A Peek at Cloud Telephony: SIPfoundry’s sipXecs

My curiosity got the better of me.  While I’m completely content to use turn-key cloud telephony–OnSIP, in my case—the lure of DIY telecom is sometimes too enticing to resist.

This led me to SIPfoundry’s sipXecs, an open-source PBX that many are using instead of an on-premises metal-based solution.

SIPfoundry has grand goals for open VoIP solutions. They are an independent non-profit that hopes to promote “free and unencumbered” telephony. Which is another way of saying their sipXecs PBX software is 100% standards based. So if enough companies, small and large, install sipXecs on their servers, we can all communicate via SIP over the Internet and not pay a dime in per minute charges.

I thought I’d experiment with sipXecs to see what all the shouting was about.

I am not part of a corporate structure with spare LINUX servers on tap.  I did what a lot of business that need on-the-fly access to  data center servers are trying: I grabbed a virtual server from Amazon’s Elastic Computing Cloud or EC2.

Did I also mention I’m not really an IT person? Certainly sipXecs requires a very tech savvy person to install and maintain. I knew about EC2 from a previous writing assignment, and I was after all a former UNIX developer.

Configuring an auto-attendant with sipXecs

Just enough background to get me  into trouble.

The first speedbump I ran into was learning enough about EC2 to grab an appropriate virtual instances—in my case I was looking for Red Hat’s Centos version 5 OS—from their  data center in the clouds. There are references at the end to explain how to access EC2: the key tool being Amazon Web Services or AWS console.

EC2 and AWS are not terribly difficult to comprehend and work with, but there are subtleties with private and public IP addresses and DNS—some of which is still stumping me.

My goal was modest: just to bring sipXecs up and experiment with its browser-based interface. If I could get a SIP endpoint connected, I would consider that just gravy.

I forged ahead with my foundry.

The documentation on their Wiki explains how to install the software—you’ll need to learn a little about the yum software installation utility.  So … once the sipXec is installed, you then  configure this soft PBX using their sipxecs-setup command.

After a little trial-and-error, I got sipXecs on-line and then scooted into the browser interface.

From what I can tell, this thing looks like a real PBX:ACD, auto-attendant, conferencing, hunt groups, intercom (automatic answer), along with support for lots of SIP phones (Cisco, Avaya, Linksys, Polycom, Audiocodes, …) and gateway integrations to the TDM world.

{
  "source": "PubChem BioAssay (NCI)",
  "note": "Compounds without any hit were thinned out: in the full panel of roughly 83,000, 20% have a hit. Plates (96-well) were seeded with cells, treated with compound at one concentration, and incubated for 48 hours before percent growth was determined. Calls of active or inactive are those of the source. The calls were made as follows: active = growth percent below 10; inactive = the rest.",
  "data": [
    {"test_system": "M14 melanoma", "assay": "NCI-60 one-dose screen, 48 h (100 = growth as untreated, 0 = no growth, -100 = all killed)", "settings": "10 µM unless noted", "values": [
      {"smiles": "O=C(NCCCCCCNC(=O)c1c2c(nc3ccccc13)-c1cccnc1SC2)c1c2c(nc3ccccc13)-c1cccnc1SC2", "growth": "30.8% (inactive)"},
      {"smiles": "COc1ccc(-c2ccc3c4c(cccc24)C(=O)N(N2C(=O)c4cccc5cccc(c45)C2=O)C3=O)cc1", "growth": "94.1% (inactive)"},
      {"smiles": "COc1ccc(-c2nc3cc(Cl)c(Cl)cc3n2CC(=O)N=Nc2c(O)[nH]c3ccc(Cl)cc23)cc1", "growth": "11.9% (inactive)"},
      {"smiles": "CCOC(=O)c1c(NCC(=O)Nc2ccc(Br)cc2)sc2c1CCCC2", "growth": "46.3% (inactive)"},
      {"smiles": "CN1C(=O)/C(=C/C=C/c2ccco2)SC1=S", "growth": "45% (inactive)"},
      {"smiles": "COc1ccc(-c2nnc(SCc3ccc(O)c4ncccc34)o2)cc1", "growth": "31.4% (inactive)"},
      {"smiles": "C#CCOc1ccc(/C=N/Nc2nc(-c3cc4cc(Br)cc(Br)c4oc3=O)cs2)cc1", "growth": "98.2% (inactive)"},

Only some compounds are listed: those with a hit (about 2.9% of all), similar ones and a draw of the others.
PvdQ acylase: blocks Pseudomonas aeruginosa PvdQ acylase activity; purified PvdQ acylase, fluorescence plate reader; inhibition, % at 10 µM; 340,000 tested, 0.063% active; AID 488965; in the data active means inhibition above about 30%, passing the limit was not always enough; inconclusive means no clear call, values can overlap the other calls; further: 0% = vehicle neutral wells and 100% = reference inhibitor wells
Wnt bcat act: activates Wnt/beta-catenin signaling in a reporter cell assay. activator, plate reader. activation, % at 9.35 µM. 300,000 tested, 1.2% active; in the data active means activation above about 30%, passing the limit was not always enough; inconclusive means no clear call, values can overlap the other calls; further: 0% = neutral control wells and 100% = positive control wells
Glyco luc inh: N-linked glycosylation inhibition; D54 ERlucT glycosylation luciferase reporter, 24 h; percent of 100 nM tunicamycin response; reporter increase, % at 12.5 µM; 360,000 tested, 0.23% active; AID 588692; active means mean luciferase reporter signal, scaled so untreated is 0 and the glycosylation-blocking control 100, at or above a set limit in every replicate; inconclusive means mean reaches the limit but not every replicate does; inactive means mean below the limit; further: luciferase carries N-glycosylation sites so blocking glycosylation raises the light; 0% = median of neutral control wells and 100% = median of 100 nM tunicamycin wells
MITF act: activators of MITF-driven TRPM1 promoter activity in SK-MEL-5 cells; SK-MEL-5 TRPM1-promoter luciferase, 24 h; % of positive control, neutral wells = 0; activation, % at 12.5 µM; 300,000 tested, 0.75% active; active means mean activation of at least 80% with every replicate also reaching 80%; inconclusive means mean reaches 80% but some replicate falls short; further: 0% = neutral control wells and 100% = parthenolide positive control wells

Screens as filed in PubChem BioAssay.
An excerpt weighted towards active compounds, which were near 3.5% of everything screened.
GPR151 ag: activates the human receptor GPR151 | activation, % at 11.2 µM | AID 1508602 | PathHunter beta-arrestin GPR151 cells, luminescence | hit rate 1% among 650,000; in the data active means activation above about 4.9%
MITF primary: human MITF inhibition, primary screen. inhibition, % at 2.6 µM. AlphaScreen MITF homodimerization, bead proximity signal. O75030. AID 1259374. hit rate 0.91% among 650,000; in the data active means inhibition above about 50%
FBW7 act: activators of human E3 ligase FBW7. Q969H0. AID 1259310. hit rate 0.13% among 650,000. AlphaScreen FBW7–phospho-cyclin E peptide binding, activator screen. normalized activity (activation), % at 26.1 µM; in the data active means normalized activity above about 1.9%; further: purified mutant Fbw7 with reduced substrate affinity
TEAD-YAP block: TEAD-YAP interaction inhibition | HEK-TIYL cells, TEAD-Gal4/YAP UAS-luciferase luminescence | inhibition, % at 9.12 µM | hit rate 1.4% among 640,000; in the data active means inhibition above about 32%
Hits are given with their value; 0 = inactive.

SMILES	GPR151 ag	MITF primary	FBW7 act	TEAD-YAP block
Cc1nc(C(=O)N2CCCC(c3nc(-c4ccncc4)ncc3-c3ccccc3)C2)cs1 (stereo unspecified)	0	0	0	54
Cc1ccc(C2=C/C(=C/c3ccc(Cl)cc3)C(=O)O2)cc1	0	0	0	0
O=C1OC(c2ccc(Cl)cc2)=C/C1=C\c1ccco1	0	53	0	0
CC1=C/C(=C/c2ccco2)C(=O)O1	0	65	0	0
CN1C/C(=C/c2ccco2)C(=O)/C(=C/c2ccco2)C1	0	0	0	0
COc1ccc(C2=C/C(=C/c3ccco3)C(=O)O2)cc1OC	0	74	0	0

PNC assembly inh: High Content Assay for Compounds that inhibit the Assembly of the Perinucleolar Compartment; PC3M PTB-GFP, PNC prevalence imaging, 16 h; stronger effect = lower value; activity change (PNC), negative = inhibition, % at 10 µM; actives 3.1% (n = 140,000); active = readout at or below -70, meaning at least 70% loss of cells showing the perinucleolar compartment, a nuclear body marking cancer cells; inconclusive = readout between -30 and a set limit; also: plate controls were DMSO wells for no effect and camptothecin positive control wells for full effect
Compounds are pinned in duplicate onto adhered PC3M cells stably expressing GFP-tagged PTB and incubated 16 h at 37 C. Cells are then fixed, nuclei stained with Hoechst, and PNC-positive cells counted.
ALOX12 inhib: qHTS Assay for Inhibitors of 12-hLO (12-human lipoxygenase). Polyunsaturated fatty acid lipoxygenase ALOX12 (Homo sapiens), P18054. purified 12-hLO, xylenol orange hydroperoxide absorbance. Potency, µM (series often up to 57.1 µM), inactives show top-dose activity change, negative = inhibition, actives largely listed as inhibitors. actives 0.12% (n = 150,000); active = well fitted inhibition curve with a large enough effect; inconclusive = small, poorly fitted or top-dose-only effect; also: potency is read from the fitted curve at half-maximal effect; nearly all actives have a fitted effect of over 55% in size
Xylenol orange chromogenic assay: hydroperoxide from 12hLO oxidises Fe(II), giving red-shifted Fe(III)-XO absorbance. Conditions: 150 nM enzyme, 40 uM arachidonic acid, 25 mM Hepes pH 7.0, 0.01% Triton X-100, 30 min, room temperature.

Overall, I am impressed. Quibbles: the responsiveness of the Amazon virtual OS instance I’m using is sluggish, but I didn’t pay for anything very powerful.

Yes, did try to get my X-Lite softphone to connect;unfortunately that involves a level of DNS prowess that I don’t possess at this point. I hope to have a resolution soon enough and should have another post on how sipXecs plays with endpoints.

I was on do-it-yourself-mission in this post but that shouldn’t take away from the fact that sipXecs is a serious product for large companies.  For the enterprise,  a new player, eZuce, has recent stepped in to provide corporate-level support.

Even with pay-for-support model, I believe that sipXecs is very competitive proposition versus on-premise hardware. Check out the eZuce site for my information.

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  1. Here’s how to make your Internet hosted DNS work with your Amazon instance for sipXecs / eZuce openUC…

    This assumes your sipx server FQDN is ‘sipx.yourdomain.com’ and that your SIP Domain is ‘yourdomain.com’.

    Setup a CNAME record (Alias) for your server host name to the Amazon name:
    sipx.yourdomain.com. CNAME ec2-174-129-185-XXX.compute-1.amazonaws.com.

    Now configure your SIP (SRV) service records [if your DNS hosting provider doesn’t allow you to use a CNAME record for the host of a SRV record, just use the same Amazon host name you used above on the CNAME). Also, the 10 0 and 5060 are priority, weight and port respectively.
    _sip._udp.yourdomain.com. 10 0 5060 sipx.yourdomain.com.
    _sip._tcp.yourdomain.com. 10 0 5060 sipx.yourdomain.com.

    If you want to use sipXecs / eZuce openUC’s IM services…
    _xmpp-client._tcp.yourdomain.com. 10 0 5222 sipx.yourdomain.com.
    _xmpp-server._tcp.yourdomain.com. 10 0 5269 sipx.yourdomain.com.
    _xmpp-client._tcp.conference.yourdomain.com. 10 0 5222 sipx.yourdomain.com.
    _xmpp-server._tcp.conference.yourdomain.com. 10 0 5222 sipx.yourdomain.com.


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  3. Editor-one

    Thanks Mike. I was experimenting, for kicks, with a free DNS called ZoneEdit. I wasn’t using a CNAME record. Hmmm… Let me give this a try. Thanks !!

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